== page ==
While the Milliken decision blunted Brown's ability to address de facto segregation, other court rulings granted southern school systems unitary status (i.e., release from judicial oversight) after systems attempted to desegregate, regardless of how unsuccessful or limited the remedy appeared (Orfield & Eaton, 1996). Furthermore, the Supreme Court in 2007 limited the use of race by northern and southern districts to achieve school racial balances (Meredith v. Jefferson County Board of Education, 2007; Parents Involved in Community Schools v. Seattle School District No. 1, 2007). Research has shown that once released from desegregation plans and judicial oversight, school systems tended to re-segregate (Reardon et al. …

The rest of this article is only available to active members of Questia

Already a member? Log in now.

Notes for this article

Add a new note
If you are trying to select text to create highlights or citations, remember that you must now click or tap on the first word, and then click or tap on the last word.
One moment ...
Default project is now your active project.
Project items
Notes
Cite this article

Cited article

Style
Citations are available only to our active members.
Buy instant access to cite pages or passages in MLA 8, MLA 7, APA and Chicago citation styles.

(Einhorn, 1992, p. 25)

(Einhorn 25)

(Einhorn 25)

1. Lois J. Einhorn, Abraham Lincoln, the Orator: Penetrating the Lincoln Legend (Westport, CT: Greenwood Press, 1992), 25, http://www.questia.com/read/27419298.

Note: primary sources have slightly different requirements for citation. Please see these guidelines for more information.

Cited article

Still Separate, Still Unequal: The Relation of Segregation in Neighborhoods and Schools to Education Inequality
Settings

Settings

Typeface
Text size Smaller Larger Reset View mode
Search within

Search within this article

Look up

Look up a word

  • Dictionary
  • Thesaurus
Please submit a word or phrase above.
Print this page

Print this page

Why can't I print more than one page at a time?

Help
Full screen
Items saved from this article
  • Highlights & Notes
  • Citations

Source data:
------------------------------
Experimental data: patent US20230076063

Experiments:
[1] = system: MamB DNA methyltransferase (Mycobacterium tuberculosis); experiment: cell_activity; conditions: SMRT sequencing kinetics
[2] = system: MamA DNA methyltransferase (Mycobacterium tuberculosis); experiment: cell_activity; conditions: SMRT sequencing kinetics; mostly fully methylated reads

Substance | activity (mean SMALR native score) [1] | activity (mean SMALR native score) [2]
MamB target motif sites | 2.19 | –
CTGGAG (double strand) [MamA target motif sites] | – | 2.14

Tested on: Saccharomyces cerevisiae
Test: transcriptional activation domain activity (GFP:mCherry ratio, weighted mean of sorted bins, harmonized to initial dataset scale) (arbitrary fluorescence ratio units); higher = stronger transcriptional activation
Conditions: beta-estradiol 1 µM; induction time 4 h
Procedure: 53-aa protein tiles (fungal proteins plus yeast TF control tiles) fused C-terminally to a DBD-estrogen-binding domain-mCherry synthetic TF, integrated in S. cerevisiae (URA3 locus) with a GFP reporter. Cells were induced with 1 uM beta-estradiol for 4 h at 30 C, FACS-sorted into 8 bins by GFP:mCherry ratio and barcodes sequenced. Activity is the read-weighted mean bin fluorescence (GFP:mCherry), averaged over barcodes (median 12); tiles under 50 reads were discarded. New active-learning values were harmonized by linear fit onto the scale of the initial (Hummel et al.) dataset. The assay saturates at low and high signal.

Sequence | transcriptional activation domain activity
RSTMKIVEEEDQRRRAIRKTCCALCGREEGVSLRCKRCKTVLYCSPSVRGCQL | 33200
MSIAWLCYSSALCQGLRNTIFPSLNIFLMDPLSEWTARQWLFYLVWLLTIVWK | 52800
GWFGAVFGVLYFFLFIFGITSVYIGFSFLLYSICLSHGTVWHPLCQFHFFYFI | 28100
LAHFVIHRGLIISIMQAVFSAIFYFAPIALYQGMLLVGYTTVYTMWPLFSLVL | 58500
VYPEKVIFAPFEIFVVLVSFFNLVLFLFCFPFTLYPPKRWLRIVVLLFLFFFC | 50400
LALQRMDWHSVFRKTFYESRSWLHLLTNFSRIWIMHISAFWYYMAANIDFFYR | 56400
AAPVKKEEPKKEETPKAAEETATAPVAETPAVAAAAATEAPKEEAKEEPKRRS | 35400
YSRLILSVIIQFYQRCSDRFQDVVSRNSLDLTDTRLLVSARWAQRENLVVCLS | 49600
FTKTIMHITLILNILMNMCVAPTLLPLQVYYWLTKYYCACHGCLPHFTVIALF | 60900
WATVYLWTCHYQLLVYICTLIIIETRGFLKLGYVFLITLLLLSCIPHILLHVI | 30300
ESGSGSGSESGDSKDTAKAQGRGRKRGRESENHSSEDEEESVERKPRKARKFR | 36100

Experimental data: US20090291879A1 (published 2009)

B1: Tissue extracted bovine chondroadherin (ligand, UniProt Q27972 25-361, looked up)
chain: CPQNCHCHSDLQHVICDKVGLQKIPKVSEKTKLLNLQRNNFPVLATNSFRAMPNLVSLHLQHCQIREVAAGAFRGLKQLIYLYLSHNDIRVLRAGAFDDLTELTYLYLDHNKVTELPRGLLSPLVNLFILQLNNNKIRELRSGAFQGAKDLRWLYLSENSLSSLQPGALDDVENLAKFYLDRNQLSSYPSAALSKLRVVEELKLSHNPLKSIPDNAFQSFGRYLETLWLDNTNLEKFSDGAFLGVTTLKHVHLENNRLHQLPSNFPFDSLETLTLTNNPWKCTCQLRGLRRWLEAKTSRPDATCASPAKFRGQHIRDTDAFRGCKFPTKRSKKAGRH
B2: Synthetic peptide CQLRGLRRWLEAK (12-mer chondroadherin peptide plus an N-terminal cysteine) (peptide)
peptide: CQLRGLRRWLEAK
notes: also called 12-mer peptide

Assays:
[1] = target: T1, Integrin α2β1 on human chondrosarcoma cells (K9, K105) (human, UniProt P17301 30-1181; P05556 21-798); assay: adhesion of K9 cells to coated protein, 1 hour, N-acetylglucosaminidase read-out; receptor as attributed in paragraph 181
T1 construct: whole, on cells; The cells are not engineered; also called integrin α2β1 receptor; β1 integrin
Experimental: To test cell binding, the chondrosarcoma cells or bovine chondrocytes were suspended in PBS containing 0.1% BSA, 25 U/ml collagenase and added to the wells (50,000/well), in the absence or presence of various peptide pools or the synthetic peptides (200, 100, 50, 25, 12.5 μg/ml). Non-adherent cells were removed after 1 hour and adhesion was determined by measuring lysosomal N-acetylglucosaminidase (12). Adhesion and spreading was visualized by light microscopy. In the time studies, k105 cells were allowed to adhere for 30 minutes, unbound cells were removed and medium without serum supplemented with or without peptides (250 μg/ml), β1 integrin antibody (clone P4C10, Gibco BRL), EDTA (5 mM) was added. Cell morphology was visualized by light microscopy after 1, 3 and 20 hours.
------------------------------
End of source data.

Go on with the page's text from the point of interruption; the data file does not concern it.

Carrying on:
Some of your highlights are legacy items.

Highlights saved before July 30, 2012 will not be displayed on their respective source pages.

You can easily re-create the highlights by opening the book page or article, selecting the text, and clicking “Highlight.”

matching results for page

    Questia reader help

    How to highlight and cite specific passages

    1. Click or tap the first word you want to select.
    2. Click or tap the last word you want to select, and you’ll see everything in between get selected.
    3. You’ll then get a menu of options like creating a highlight or a citation from that passage of text.

    OK, got it!

    Cited passage

    Style
    Citations are available only to our active members.
    Buy instant access to cite pages or passages in MLA 8, MLA 7, APA and Chicago citation styles.

    "Portraying himself as an honest, ordinary person helped Lincoln identify with his audiences." (Einhorn, 1992, p. 25).

    "Portraying himself as an honest, ordinary person helped Lincoln identify with his audiences." (Einhorn 25)

    "Portraying himself as an honest, ordinary person helped Lincoln identify with his audiences." (Einhorn 25)

    "Portraying himself as an honest, ordinary person helped Lincoln identify with his audiences."1

    1. Lois J. Einhorn, Abraham Lincoln, the Orator: Penetrating the Lincoln Legend (Westport, CT: Greenwood Press, 1992), 25, http://www.questia.com/read/27419298.

    Cited passage

    Thanks for trying Questia!

    Please continue trying out our research tools, but please note, full functionality is available only to our active members.

    Your work will be lost once you leave this Web page.

    Buy instant access to save your work.

    Already a member? Log in now.

    Search by... Author
    Show... All Results Primary Sources Peer-reviewed

    Oops!

    An unknown error has occurred. Please click the button below to reload the page. If the problem persists, please try again in a little while.